President of Walmart China Ed Chan steps down; company says departure is unrelated to Chinese government's food safety case against several Wal-Mart stores
October 17, 2011
– Wal-Mart Stores Inc. said Monday the president of Walmart China is stepping down. A company spokesman said the move was unrelated to a Chinese government food safety case against several Wal-Mart stores.
Ed Chan, president of Walmart China since 2007 and also the unit's chief executive, left for personal reasons, the company said.
The departure comes after authorities in the city of Chongqing arrested two employees, closed 13 stores for two weeks and fined the company 2.7 million yuan ($421,000) on charges of passing off regular pork as higher-priced organic meat.
"There is no correlation" between Chan's departure and that case, said a company spokesman, Anthony Rose. "Ed decided to step down. He resigned for personal reasons."
The post will be temporarily filled by Scott Price, president of Walmart Asia, the company said. A senior vice president of Walmart China, Clara Wong, also resigned. Rose said that departure also was unrelated to the Chongqing case.
Wal-Mart, based in Bentonville, Arkansas, has said it was cooperating with the Chinese investigation in Chongqing but declined to comment further.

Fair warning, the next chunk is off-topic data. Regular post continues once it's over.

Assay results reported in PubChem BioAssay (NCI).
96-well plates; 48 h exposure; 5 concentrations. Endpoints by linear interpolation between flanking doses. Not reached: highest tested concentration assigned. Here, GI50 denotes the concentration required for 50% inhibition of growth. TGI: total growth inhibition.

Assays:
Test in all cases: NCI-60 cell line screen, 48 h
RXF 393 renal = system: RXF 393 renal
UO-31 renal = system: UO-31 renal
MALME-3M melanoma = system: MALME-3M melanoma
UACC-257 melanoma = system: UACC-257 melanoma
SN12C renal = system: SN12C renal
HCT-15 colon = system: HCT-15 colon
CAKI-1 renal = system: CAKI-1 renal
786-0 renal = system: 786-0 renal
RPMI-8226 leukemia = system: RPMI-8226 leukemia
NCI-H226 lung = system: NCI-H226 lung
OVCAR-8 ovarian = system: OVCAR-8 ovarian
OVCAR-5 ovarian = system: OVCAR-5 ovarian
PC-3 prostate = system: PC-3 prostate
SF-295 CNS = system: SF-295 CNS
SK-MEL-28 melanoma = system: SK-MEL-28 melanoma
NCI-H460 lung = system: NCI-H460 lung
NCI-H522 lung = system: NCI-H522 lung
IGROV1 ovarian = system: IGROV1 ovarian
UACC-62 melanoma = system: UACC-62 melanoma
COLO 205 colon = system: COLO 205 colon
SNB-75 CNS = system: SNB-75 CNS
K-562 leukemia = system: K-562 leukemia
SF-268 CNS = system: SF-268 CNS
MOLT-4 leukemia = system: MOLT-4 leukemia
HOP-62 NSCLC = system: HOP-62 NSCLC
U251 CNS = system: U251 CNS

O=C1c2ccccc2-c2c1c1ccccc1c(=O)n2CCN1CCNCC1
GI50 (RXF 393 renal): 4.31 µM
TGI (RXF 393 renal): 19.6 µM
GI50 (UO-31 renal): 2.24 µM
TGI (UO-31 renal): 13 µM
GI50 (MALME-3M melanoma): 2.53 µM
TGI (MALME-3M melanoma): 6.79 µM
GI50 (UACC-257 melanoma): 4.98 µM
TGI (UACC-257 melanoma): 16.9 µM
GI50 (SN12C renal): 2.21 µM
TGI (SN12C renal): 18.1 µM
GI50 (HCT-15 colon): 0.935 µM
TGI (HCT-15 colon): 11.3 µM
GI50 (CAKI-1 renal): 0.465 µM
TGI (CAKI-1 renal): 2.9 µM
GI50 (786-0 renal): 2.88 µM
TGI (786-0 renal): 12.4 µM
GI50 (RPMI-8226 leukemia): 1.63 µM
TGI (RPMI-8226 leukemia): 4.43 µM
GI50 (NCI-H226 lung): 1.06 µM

Industry analysts say the penalties seemed unduly harsh and might be politically motivated as Chongqing officials try to position themselves as consumer advocates ahead of national leadership changes beginning next year.
Chan oversaw Walmart China's expansion from 70 stores and 30,000 employees to 353 stores and workforce of nearly 100,000, according to the company.
Food safety is a sensitive issue in China, which has been rocked by scandals ranging from deadly infant formula to chemical-laced pork and recycled restaurant oil tainted with potentially deadly molds.
Chongqing's Communist Party secretary, Bo Xilai, has won acclaim for cracking down on gangs, prostitution and other organized crime.
Bo has burnished Chongqing's nationalist credentials by encouraging residents to sing Mao-era propaganda tunes. He is in competition with other provincial party secretaries for a top position in Beijing.
Earlier this year, both Wal-Mart and rival Carrefour were both ordered to pay up to 500,000 yuan ($75,900) in fines for overcharging on items in their stores.
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